Th e S to r y o f N i c h o l a s Wi n to n a n d Th e I m p o r t a n ce o f C h a ra c te r
Photo credit: Lawrence W. Reed
Dr. Haing S. Ngor (who won an Academy Award for his role in the movie “e Killing Fields”). In advance of the trip, there was considerable local press attention because I was rustling up donated medical supplies to take with me to give to a hospital in the capital, Phnom Penh. A woman from a local church who saw the news stories called and explained that a few years before, her church had helped Cambodian families who had escaped from the Khmer Rouge communists and resettled in my town of Midland, Michigan. e families had moved on to other locations in the U.S. but stayed in touch with the woman who called me and other friends they had made in Midland.
e woman — Sharon Hartlein is her name
said she had told her Cambodian friends about
my pending visit. Each family asked if I would take letters with cash enclosed to their relatives in Cam- bodia. I said yes.
ree of the families were in Phnom Penh and easy
to find, but one was many miles away in Battambang. Going there would have involved a train ride, some personal risk, and a lot of time it turned out I didn’t have. I was advised in any event not to return with any money. If I couldn’t locate any of the families I was told to just give the cash to any needy Cambodian I could find (and they were everywhere!).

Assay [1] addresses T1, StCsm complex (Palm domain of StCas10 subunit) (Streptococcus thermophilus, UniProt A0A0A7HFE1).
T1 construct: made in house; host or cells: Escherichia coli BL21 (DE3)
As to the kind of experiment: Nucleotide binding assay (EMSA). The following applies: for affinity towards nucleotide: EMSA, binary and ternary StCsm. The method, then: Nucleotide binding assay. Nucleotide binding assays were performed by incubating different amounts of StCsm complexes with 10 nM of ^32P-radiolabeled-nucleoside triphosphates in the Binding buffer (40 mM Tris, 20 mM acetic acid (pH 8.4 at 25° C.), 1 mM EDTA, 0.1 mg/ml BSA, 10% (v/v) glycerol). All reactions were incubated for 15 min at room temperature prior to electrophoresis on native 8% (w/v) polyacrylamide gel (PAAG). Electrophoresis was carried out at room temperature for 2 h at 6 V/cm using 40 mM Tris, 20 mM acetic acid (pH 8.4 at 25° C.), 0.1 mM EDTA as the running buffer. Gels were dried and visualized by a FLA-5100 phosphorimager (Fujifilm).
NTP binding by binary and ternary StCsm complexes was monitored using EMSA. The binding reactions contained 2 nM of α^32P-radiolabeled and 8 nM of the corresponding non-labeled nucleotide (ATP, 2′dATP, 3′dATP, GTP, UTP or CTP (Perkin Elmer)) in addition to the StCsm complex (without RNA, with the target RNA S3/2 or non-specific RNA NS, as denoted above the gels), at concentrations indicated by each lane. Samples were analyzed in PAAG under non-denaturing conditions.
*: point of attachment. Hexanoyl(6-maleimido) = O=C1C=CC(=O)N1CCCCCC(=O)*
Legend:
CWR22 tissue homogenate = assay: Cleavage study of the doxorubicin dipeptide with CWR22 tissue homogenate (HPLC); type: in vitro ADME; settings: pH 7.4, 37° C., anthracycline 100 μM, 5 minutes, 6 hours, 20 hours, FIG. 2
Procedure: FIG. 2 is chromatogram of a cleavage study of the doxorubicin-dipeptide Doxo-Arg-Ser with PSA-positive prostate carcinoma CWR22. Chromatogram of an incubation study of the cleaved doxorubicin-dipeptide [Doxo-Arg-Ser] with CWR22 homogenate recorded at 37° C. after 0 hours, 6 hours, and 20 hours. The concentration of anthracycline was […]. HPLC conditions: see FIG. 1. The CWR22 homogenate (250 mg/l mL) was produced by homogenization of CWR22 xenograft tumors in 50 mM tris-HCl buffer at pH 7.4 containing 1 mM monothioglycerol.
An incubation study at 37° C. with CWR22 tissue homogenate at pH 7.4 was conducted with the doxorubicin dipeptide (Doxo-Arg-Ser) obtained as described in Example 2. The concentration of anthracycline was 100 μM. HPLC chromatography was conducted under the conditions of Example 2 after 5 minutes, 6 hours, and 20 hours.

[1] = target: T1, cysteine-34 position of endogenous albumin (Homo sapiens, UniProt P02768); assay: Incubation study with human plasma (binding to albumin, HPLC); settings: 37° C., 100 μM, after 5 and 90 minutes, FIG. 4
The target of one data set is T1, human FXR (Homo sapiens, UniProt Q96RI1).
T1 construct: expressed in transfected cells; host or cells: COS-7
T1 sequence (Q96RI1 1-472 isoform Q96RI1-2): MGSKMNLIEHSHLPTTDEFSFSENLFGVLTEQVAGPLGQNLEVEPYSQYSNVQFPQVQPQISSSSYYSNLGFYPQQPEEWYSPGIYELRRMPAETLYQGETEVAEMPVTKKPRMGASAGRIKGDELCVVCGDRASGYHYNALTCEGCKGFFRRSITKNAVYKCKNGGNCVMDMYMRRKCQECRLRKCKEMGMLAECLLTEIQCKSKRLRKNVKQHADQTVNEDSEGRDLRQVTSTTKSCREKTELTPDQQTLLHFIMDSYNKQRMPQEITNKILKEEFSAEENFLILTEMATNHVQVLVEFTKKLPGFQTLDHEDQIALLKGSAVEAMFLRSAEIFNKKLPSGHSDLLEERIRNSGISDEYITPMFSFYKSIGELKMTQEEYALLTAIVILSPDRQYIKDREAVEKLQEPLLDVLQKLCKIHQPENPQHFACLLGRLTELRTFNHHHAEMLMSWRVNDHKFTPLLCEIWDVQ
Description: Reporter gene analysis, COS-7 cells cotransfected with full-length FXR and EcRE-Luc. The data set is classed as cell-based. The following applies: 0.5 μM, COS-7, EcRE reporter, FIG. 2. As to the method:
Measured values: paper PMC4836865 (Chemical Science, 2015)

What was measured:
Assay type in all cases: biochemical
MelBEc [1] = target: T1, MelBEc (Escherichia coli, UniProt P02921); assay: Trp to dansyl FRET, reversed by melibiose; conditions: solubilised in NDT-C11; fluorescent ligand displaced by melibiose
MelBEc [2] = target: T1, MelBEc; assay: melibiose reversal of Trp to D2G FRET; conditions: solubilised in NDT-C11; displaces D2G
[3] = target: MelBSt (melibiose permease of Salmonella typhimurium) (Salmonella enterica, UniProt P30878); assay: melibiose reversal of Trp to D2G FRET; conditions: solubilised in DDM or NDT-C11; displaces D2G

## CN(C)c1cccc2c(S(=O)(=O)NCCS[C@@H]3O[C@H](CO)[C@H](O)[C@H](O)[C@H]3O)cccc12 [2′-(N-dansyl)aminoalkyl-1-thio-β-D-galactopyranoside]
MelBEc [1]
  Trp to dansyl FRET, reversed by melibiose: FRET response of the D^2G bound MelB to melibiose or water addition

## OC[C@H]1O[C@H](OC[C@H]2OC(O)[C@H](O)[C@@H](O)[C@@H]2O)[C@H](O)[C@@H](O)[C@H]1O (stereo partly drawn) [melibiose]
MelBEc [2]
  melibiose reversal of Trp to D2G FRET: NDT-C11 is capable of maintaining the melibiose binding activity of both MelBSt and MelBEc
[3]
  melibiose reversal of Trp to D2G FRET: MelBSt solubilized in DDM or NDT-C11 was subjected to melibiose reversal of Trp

On the day before my return home, when I real- ized I just wasn’t going to make it to Battambang, I approached a man in tattered clothes whom I had seen several times in the hotel lobby. He always smiled and said hello, and spoke enough English so
that we could briefly converse. He, like most Cam- bodians at that time, was extremely poor. I told him I had an envelope with a letter and $200 in it, intended for a family in Battambang. I asked him if he thought he could get it to them and I told him he could keep $50 of it if he did. He consented, and we said good- bye. I assumed I would never hear anything of what had become of either him or the money.
Several months later, I received an excited call from Sharon. She said she had just received a letter from the Cambodians in Virginia whose family in Battambang that envelope was intended for. When she read it on the phone, I couldn’t help but shed a few tears. e letter read, “ank you for the two hundred dollars!”
at poor man found his way to Battambang, and
he not only didn’t keep the $50 I said he could keep, he somehow found a way to pay for the $10 train ride himself. Now, that is character! I think I would prob- ably trust my life in his hands, even though I never got to know him and didn’t ask him for his address.
To help us understand what character is, let me tell you what the absence of it looks like. Sadly, evidence of a lack of character is in abundance these days.
In 1995, students on the quiz team at Steinmetz High School in Chicago made national news when it was discovered that they had cheated to win a state- wide academic contest. With the collaboration of their teacher, they had worked from a stolen copy of a test to look up and memorize the correct answers in advance. Perhaps worse than the initial deed was the
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